HURT FEELINGS DO NOT MEAN YOU DID SOMETHING WRONG
I was recently visiting with a friend and she shared a story about a blowout fight she had with her husband. Being a therapist, I’ve grown used to this over the years.
The story went like this. Someone accidentally moved her chair as she was going to sit down at work, causing her to fall and hit her neck against a desk. As a result, her range of motion was limited and it was very painful for her to turn her head.
After her fall, she and her husband had been driving on the freeway and as he was trying to make a last-second lane change, he asked her to check out the passenger side window for cars. She said she felt disregarded because he knew she was in pain, and his request only made it worse.
6 THINGS TO REMEMBER WHEN YOUR HEART IS BREAKING
It’s a dull, subdued sensation when your heart is breaking, like the muffled sound of a distant gunshot. It doesn’t physically pierce your skin or tear you to pieces, but the sensation is physically present – the paralyzing discomfort of realizing that something you took for granted is leaving for good.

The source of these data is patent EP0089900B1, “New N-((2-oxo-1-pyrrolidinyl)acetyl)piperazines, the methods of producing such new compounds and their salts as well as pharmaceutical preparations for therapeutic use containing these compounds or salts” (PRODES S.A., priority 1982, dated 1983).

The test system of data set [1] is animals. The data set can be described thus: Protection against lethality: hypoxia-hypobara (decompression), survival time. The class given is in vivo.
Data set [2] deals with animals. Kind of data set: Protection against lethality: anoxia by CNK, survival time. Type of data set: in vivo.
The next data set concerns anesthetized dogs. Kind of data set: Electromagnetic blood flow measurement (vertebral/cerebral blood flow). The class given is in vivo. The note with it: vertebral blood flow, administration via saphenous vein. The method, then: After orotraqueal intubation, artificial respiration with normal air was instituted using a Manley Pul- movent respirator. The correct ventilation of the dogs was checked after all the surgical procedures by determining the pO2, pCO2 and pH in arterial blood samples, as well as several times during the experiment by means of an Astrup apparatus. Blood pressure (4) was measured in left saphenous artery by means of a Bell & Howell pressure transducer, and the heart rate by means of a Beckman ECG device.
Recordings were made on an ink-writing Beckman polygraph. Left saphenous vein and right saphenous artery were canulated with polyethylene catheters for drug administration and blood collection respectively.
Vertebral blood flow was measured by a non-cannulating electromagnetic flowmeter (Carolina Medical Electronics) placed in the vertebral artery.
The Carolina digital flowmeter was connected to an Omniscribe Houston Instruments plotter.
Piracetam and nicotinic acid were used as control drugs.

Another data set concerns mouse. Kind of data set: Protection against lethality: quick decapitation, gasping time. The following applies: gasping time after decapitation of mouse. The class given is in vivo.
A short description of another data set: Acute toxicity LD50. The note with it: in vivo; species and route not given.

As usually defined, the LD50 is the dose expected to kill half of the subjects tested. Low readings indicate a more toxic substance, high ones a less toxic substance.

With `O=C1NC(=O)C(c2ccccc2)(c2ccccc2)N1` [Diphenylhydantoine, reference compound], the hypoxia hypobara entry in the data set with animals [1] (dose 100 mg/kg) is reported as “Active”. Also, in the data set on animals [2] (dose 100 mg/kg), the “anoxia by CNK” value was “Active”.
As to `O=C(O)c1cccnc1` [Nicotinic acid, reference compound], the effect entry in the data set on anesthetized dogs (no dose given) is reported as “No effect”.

Although it’s hard to accept at first, this is actually a good sign, having a broken heart. It means you have loved something, you have tried for something, and you have let life teach you.
Life will attempt to break you down sometimes; nothing and no one can completely protect you from this reality. Remaining alone and hiding from the world won’t either, for endless, stagnant solitude will also break you with unhealthy nostalgia and yearning.
24 SIGNS OF A HIGHLY SENSITIVE PERSON
Highly sensitive people often “feel too much” and “feel too deep”.
Are you a highly sensitive person? Do you know someone in your personal or professional life who may be highly sensitive? High sensitivity can be defined as acute physical, mental, and emotional responses to external (social, environmental) or internal (intra-personal) stimuli. A highly sensitive person may be an introvert, an extrovert, or a combination of both.
Although there are many positive attributes to being a sensitive person (such as greater ability to listen and affirm, greater empathy and intuitiveness, better understanding of others’ wants and needs, etc.), in this writing we will focus on aspects of high sensitivity which adversely affect one’s health, happiness and success, and often complicate relationships. Below are twenty-four signs of a highly sensitive person, with excerpts from my books: “Are You Highly Sensitive? How to Gain Immunity, Peace, and Self-Mastery(link is external)” and “How to Communicate Effectively with Highly Sensitive People(link is external)” These traits are organized into three major categories: Sensitivity About Oneself, Sensitivity About Others, and Sensitivity About One’s Environment.
THE DANGER OF MANIPULATIVE LOVE-BOMBING IN A RELATIONSHIP